AE Hines (he/him) grew up in rural North Carolina and currently resides in Portland, Oregon. His poetry has been widely published in anthologies and literary journals including I-70 Review, Sycamore Review, Tar River Poetry, Potomac Review, Atlanta Review, Crosswinds Poetry Journal and Crab Creek Review. He is winner of the Red Wheelbarrow Prize and has been a finalist for the Montreal International Poetry Prize. He is currently pursuing his MFA in Writing at Pacific University. Follow him on Twitter, Facebook, Instagram.

Add to GoodReads:

Any Dumb Animal

Available at Main Street Rag for pre-order. Now available on Amazon.

#presale(1)Pre-order the collection and each dollar raised between June and November will be matched dollar-for-dollar and donated to The Trevor Project.

Blog Tour Schedule:

June 15: Diary of an Eccentric (Spotlight)

June 21: the bookworm (Spotlight)

June 24: The Book Lover’s Boudoir (Review)

June 30: The Book Connection (Spotlight)

July 7: Review Tales by Jeyran Main (Spotlight)

July 28: Lit and Life (Spotlight)

Aug. 4: Review Tales by Jeyran Main (Interview)

Aug. 18: The Book Connection (Review)

Sept. 2: Anthony Avina’s Blog (Spotlight)

Sept. 22: Anthony Avina’s Blog (Review)

Oct. 7: Lit and Life (Review)

Nov. 10: Diary of an Eccentric (Guest Post)

Nov. 16: Littlemissstar55 (Review on Instagram)

Nov. 17: Pages.for.Sanity (Review on Instagram)

Follow the blog tour with the hashtag #AnyDumbAnimal #AEHines @PoetAEHines

Septuagenarian by Sherry Quan Lee (May-July 2021)

Join us for our Spring/Summer 2021 blog tour for Septuagenarian by Sherry Quan Lee, published by Modern History Press in March 2021.

Septuagenarian: love is what happens when I die is a memoir in poetic form. It is the author’s journey from being a mixed-race girl who passed for white to being a woman in her seventies who understands and accepts her complex intersectional identity; and no longer has to imagine love. It is a follow-up to the author’s previous memoir (prose), Love Imagined: a mixed-race memoir, A Minnesota Book Award finalist.

Advance Praise:

In Septuagenarian, Sherry Quan Lee accepts her own invitation to look at life in retrospect, but with a new lens. Pulling from and expanding upon her previous body of work, she examines the version of herself that was writing at that time. The dignity and fire of her seventy-three-year-old gaze taking in snapshots of those selves…straightens my spine and gives me a vision for myself traveling today into my future septuagenarian. –Lola Osunkoya, MA, LPCC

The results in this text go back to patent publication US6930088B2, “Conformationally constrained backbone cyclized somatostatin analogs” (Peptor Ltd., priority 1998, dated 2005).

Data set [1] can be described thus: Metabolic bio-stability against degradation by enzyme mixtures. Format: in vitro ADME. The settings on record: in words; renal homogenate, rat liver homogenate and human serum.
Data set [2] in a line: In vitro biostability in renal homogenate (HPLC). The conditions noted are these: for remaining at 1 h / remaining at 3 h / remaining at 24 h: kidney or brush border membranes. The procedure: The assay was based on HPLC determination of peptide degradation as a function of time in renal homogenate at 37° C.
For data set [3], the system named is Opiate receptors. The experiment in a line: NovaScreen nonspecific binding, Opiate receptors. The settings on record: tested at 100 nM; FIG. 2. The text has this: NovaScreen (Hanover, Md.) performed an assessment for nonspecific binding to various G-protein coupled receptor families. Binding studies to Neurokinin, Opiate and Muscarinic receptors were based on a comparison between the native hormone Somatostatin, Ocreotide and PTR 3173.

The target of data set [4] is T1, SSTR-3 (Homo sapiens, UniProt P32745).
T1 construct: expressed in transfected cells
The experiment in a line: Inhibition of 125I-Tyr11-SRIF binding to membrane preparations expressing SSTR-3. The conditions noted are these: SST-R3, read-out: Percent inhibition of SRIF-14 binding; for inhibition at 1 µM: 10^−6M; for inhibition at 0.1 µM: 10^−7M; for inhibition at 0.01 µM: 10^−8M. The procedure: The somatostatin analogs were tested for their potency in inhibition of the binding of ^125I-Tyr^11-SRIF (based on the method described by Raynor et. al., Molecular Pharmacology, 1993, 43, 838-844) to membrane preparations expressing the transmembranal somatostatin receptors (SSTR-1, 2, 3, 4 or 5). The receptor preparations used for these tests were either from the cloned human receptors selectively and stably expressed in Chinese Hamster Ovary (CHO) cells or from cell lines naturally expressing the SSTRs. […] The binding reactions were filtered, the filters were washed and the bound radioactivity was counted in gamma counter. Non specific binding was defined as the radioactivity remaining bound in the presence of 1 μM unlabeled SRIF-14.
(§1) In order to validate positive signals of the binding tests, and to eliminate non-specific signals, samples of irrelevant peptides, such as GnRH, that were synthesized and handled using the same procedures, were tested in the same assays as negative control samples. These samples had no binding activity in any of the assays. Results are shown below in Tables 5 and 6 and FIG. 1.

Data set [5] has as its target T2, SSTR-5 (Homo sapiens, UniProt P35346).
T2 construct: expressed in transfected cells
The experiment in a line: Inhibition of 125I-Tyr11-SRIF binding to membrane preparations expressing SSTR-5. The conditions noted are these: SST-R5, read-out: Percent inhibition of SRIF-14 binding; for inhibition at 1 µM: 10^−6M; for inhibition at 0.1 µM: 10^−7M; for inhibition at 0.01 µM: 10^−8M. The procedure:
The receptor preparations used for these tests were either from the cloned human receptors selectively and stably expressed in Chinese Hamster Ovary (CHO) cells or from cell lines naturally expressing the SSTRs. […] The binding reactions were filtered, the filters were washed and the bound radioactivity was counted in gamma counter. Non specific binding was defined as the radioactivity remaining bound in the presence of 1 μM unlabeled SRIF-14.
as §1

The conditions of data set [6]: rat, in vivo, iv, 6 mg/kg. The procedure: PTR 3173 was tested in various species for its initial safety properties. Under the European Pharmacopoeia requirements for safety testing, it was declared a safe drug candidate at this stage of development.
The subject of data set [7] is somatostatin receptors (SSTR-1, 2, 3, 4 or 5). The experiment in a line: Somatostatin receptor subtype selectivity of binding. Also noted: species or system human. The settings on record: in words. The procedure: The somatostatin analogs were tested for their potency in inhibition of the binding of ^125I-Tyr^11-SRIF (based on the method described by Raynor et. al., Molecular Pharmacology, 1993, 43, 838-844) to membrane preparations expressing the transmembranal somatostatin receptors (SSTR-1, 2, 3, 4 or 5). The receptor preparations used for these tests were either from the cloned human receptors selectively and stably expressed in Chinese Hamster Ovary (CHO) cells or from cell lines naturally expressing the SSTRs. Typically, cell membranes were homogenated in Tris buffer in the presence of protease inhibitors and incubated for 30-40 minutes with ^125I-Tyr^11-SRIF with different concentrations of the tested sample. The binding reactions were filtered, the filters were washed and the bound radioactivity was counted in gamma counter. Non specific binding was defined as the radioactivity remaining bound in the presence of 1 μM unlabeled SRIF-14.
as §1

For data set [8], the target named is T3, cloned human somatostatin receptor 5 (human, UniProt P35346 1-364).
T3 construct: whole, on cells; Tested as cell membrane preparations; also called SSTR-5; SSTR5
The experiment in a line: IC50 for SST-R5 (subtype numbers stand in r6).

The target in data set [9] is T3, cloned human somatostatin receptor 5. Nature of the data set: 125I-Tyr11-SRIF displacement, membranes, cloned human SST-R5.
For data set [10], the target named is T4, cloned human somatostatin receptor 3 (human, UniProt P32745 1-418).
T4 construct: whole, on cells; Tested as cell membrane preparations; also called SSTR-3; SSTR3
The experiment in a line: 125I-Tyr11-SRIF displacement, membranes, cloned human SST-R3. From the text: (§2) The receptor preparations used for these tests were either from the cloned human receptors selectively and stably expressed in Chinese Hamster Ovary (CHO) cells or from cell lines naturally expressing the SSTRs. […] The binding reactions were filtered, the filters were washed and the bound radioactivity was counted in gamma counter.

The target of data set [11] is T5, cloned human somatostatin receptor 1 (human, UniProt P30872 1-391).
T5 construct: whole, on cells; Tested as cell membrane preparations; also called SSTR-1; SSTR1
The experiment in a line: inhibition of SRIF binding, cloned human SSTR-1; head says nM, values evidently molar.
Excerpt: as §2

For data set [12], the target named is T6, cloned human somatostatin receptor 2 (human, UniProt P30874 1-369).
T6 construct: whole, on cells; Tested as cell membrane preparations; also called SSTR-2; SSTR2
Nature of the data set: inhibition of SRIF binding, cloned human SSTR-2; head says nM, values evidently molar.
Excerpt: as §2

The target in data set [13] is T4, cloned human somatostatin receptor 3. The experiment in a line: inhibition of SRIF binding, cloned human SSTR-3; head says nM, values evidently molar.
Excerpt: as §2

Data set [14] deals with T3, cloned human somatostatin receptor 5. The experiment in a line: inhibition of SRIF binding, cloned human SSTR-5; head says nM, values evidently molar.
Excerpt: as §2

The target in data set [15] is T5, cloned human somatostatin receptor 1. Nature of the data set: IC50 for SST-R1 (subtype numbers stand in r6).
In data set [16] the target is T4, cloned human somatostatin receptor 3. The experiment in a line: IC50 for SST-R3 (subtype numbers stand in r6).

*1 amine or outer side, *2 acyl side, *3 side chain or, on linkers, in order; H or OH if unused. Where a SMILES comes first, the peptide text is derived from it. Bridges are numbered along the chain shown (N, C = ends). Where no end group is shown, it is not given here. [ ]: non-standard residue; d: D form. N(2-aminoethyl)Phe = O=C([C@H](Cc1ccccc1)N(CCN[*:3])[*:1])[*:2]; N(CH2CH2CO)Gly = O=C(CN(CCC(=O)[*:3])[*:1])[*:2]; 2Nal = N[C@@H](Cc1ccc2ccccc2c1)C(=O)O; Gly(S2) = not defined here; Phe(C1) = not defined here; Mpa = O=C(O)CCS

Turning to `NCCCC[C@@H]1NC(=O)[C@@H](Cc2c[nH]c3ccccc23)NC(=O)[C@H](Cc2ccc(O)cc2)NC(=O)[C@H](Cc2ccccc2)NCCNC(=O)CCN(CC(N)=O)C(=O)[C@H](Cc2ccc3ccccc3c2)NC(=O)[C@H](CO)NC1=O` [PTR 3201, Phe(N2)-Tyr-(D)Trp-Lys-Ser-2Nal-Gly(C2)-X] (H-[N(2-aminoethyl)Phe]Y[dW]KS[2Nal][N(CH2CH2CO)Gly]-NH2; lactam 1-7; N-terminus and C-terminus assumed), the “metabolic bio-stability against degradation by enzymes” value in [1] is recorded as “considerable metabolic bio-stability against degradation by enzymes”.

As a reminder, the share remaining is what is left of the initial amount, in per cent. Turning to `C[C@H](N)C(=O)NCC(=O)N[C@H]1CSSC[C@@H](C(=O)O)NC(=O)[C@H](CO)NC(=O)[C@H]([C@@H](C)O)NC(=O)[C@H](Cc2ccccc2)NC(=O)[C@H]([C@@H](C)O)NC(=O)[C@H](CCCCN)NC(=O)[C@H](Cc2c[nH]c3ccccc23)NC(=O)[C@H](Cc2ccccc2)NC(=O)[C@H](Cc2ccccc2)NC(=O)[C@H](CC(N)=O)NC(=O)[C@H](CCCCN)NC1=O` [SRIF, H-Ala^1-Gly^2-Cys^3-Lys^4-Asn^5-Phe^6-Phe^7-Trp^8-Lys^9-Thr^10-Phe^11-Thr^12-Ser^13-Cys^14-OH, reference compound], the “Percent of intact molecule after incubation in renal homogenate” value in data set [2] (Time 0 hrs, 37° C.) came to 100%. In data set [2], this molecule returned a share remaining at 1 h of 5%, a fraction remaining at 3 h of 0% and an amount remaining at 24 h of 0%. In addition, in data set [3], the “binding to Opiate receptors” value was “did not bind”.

Sherry Quan Lee writes courageously to understand herself and the world. She uses rich language and her skills as a storyteller to focus her sharp lens on what it means to have a complex, sometimes complicated identity: becoming invisible as she ages, a history of passing unseen, love and sex, grieving and celebration. She ruminates on history, which repeats itself in the current moment and widens her lens to look at the bigger, global picture to tell truths in poems that tenderly hold memory, time, rituals, trauma, mothering, fear of death and love in many forms. Her poems offer deeply personal, intimate and perceptive insights and opportunities to reflect on what it means to truly live. It feels like I’ve taken the journey with her, and I’m wiser for it. –Shay Youngblood, author of Soul Kiss and Black Girl in Paris

I’ve been reading Sherry Quan Lee’s work for almost thirty years and her voice keeps getting stronger, more urgent, deeper. In Septuagenarian, she continues to write out of her past, “the Black/Chinese/girl passing for white,” but the range of her voice is wider now, both inward and outward and it’s anchored by a wisdom that can only be achieved through struggle and time. This is a significant, heartfelt work, one that will help readers to understand not only the author and her life, but also America itself–what we have been, what we are and, hopefully, what we might become. -David Mura, author of A Stranger’s Journey: Race, Identity & Narrative Craft in Writing

Sherry Quan Lee writes with a purity of intention. She has no interest in certain kinds of poetics that conceal, or only honor, adornment. She has her gaze on the long sweep of her personal history. She reflects on old wounds, key mistakes and certain joys. She pushes against clichéd thinking or feeling. She is hard on herself, in these poems, in ways few poets are. She honors the complicated narratives of race, of being female, of living a long life and works to discern the point of it all. I’ve read and taught Sherry Quan Lee’s work for a very long time now and am grateful for this new collection. -Deborah Keenan, author of ten collections of poetry and a book of writing ideas, from tiger to prayer